Leprosy In Art: Disease And Beauty

On March 19, 2016 by Tim Newman

Leprosy in Art - Anonymous - Je suy le poure Diable - 1500-1599

Leprosy is an infection caused by the bacteria Mycobacterium leprae. Although there was, and is, an incredible amount of stigma attached to the disease, it is not particularly contagious.

In fact, 95% of people are naturally immune, and, nowadays, it is entirely curable.

The disease has been part of the human experience for thousands of years, getting a liberal smattering of mentions in the Bible, Koran, and Torah.

Because of the highly visible lesions – lumps and bumps – caused by leprosy, those who are affected have always been pushed to the margins of society.

Today, India houses more than half of the new cases of leprosy, and they still treat these  people in the same way a medieval European with leprosy might have been treated.

Leprous individuals in India, China, and Africa can find themselves unable to marry, shunned by their families and communities, and left in poverty in leper colonies.

Contrary to popular belief, leprosy doesn’t directly cause body parts to drop off. Leprosy causes nerve damage, which leaves large sections of skin with no sensation; these numb areas are more liable to repeated injury. And because the body is fighting the Mycobacterium leprae infection, the immune system is otherwise engaged, therefore, any secondary infections are more likely to take hold and run rampant.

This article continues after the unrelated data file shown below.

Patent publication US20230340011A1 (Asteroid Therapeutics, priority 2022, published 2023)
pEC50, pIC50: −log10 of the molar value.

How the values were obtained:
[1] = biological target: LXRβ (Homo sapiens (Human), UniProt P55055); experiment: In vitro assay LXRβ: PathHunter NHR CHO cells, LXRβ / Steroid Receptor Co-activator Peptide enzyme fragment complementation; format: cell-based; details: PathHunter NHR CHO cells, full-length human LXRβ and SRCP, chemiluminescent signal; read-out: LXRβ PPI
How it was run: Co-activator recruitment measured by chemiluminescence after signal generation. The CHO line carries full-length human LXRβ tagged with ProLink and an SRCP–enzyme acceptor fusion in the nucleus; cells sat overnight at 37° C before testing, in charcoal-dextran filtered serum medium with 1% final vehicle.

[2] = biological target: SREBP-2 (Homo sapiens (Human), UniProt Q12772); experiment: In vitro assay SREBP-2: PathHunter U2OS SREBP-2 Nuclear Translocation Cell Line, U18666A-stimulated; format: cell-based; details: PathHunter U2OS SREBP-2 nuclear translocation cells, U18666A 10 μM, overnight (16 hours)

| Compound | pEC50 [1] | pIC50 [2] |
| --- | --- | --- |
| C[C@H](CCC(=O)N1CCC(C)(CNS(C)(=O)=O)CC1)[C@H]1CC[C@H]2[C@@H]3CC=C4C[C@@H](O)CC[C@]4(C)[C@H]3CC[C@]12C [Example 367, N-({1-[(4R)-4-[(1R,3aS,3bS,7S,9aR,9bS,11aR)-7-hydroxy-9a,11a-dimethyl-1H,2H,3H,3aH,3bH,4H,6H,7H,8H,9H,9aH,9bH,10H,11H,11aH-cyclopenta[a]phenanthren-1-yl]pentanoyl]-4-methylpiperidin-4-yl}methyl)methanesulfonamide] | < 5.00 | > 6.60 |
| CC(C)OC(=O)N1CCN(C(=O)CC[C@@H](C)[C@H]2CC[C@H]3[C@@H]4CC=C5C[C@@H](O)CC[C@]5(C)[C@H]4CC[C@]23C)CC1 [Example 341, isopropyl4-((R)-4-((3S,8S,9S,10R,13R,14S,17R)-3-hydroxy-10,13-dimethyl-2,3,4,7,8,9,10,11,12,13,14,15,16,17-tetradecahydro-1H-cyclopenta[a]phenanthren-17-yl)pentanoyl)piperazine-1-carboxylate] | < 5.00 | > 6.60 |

These secondary infections and repeated injuries slowly degrade the extremities.

Leprosy in art - 12 year old boy 1800s

Leprosy also effects the mucous membranes of the upper respiratory tract, including the inside of the nose. Because of this, the nose can slowly degrade from the inside and collapse.

The disease can lie, slowly developing in a human host for up to 20 years before symptoms are displayed, this is perhaps one of the reasons that its mode of transmission was not recognised for so long. The source was not easy to pin down.

Because leprosy has always instilled fear into the masses, it has also figured heavily in art.

Below is a selection of some of the strange and uncomfortable images created to educate, frighten, and intrigue audiences throughout the ages:

Leprosy in Art - 1th Century Fresco Leprosy in art - 13 year old girl 1800s Leprosy in art - 20 year old woman with severe leprosy 1800s Leprosy in art - 26 year old woman with leprous lesions affecting her eye, face and jaw Leprosy in Art - 28 year old woman with leprosy 1800s Leprosy in art - 1800s Leprosy in art - Cleve Ecce Homo Leprosy in Art - Devil's mask depicting Leprosy, 14th century Leprosy in Art - Elderly Couple Leprosy in Art - Franciscan mystic and miracle worker, Saint Elzear of Sabran (1285-1323) Leprosy in Art - Hand and Tongue 1800s Leprosy in Art - Hand Leprosy in Art - Hans Holbein Leprosy in Art - Indian Poster Leprosy in Art - Indian Public Information Poster Leprosy in Art - Japan Leprosy in Art - Leper in Costume Leprosy in art - Leper with clapper 15th Century Leprosy in Art - Leper's Face Leprosy in Art - Lepers' retreat in cast iron; 15th century Leprosy in Art - Leprosy is Curable - India Leprosy in art - man aged 38 Leprosy in Art - man aged 40 1800s Leprosy in Art - Medieval leper bell Leprosy in Art - Parz castle, Austria - Frescos c1580 Leprosy in Art - R Cooper Leprosy in Art - Sculptire






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